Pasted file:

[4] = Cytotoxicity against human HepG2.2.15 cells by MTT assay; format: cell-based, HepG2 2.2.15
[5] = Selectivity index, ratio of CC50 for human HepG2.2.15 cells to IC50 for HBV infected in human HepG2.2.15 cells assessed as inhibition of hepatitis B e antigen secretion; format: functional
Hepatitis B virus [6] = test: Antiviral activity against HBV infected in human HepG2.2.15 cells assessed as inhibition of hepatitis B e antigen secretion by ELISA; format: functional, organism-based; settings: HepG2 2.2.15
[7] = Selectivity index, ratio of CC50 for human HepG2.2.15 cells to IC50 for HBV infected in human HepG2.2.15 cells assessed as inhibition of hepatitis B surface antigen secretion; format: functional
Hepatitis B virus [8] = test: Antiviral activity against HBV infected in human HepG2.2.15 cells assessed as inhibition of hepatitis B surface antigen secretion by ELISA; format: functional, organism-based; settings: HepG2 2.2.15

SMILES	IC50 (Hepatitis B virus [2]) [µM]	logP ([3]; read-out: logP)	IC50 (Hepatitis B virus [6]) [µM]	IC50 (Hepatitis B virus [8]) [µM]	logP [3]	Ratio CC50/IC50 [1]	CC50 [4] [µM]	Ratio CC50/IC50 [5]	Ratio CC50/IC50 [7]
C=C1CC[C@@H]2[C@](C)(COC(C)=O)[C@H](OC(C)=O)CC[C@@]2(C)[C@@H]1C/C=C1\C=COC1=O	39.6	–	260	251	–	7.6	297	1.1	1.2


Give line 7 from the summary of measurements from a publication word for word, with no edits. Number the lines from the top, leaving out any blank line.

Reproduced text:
C=C1CC[C@@H]2[C@](C)(COC(C)=O)[C@H](OC(C)=O)CC[C@@]2(C)[C@@H]1C/C=C1\C=COC1=O	39.6	–	260	251	–	7.6	297	1.1	1.2